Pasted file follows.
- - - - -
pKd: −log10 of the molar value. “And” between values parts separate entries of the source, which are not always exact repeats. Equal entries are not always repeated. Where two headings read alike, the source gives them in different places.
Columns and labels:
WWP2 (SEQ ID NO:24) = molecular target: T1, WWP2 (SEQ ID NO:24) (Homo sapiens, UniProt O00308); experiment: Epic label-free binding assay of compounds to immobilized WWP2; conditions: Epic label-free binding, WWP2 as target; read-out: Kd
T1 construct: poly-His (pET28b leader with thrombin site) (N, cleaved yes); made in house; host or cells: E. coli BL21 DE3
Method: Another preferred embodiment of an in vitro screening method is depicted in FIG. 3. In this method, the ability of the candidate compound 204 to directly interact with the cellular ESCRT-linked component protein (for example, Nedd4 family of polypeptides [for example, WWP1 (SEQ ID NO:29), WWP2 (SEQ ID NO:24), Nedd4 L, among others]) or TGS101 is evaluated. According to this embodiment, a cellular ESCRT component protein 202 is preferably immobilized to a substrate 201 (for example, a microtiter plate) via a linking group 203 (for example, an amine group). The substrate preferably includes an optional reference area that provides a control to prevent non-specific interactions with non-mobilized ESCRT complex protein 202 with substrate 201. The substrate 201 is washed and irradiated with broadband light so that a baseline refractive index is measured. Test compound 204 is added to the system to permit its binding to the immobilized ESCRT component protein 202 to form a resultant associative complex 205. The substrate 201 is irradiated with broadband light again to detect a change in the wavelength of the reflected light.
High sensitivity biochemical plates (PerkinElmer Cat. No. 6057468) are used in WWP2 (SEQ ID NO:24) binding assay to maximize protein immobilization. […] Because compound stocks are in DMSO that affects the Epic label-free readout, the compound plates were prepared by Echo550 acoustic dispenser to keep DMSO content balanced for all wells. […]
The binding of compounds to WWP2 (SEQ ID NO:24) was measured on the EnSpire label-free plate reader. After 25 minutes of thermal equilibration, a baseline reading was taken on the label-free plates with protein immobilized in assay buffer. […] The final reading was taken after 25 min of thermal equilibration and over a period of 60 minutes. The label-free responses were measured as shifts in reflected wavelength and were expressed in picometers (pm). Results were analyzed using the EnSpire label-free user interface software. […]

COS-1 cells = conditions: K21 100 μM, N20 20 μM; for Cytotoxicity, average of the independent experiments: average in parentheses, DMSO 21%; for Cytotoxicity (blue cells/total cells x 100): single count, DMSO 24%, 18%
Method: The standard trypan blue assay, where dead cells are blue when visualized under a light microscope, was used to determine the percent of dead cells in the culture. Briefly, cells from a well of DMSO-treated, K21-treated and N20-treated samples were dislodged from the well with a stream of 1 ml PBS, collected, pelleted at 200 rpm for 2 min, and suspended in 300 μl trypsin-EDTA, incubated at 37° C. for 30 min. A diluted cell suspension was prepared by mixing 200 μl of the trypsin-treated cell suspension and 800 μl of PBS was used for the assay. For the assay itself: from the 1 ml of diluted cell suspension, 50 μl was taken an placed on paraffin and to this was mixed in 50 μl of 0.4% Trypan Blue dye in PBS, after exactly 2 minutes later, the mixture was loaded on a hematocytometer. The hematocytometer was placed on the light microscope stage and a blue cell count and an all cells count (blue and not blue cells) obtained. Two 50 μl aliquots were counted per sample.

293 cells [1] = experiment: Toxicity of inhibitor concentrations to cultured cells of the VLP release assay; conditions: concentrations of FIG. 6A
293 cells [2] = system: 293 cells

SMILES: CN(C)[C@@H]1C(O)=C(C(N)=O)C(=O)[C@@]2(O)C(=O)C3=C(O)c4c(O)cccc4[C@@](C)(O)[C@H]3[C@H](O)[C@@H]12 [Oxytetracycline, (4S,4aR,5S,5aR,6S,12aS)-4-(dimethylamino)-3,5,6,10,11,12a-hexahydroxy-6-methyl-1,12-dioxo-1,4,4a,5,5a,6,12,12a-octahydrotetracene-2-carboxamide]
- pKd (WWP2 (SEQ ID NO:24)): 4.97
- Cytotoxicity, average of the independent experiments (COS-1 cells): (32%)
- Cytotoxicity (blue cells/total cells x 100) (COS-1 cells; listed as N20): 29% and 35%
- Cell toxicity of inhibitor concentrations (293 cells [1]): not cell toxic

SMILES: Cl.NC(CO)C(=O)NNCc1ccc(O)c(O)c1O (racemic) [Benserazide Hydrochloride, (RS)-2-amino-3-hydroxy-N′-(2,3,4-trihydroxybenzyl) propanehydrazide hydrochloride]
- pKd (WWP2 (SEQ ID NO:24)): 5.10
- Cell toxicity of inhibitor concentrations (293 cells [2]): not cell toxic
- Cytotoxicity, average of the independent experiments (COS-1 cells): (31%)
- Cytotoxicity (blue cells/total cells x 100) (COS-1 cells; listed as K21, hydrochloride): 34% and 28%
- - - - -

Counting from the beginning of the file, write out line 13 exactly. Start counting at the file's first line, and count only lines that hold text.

- pKd (WWP2 (SEQ ID NO:24)): 4.97